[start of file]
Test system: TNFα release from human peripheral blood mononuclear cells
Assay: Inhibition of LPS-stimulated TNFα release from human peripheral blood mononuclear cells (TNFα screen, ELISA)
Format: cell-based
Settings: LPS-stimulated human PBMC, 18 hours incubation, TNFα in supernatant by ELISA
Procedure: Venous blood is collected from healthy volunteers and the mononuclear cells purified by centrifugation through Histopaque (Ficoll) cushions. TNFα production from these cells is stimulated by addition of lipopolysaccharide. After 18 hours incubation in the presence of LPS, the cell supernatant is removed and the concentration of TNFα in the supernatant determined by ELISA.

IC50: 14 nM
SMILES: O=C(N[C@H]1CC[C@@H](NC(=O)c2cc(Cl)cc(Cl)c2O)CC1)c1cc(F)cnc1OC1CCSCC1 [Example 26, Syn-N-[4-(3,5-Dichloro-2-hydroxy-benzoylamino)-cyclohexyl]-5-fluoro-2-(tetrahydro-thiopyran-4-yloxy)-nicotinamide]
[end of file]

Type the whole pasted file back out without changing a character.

Test system: TNFα release from human peripheral blood mononuclear cells
Assay: Inhibition of LPS-stimulated TNFα release from human peripheral blood mononuclear cells (TNFα screen, ELISA)
Format: cell-based
Settings: LPS-stimulated human PBMC, 18 hours incubation, TNFα in supernatant by ELISA
Procedure: Venous blood is collected from healthy volunteers and the mononuclear cells purified by centrifugation through Histopaque (Ficoll) cushions. TNFα production from these cells is stimulated by addition of lipopolysaccharide. After 18 hours incubation in the presence of LPS, the cell supernatant is removed and the concentration of TNFα in the supernatant determined by ELISA.

IC50: 14 nM
SMILES: O=C(N[C@H]1CC[C@@H](NC(=O)c2cc(Cl)cc(Cl)c2O)CC1)c1cc(F)cnc1OC1CCSCC1 [Example 26, Syn-N-[4-(3,5-Dichloro-2-hydroxy-benzoylamino)-cyclohexyl]-5-fluoro-2-(tetrahydro-thiopyran-4-yloxy)-nicotinamide]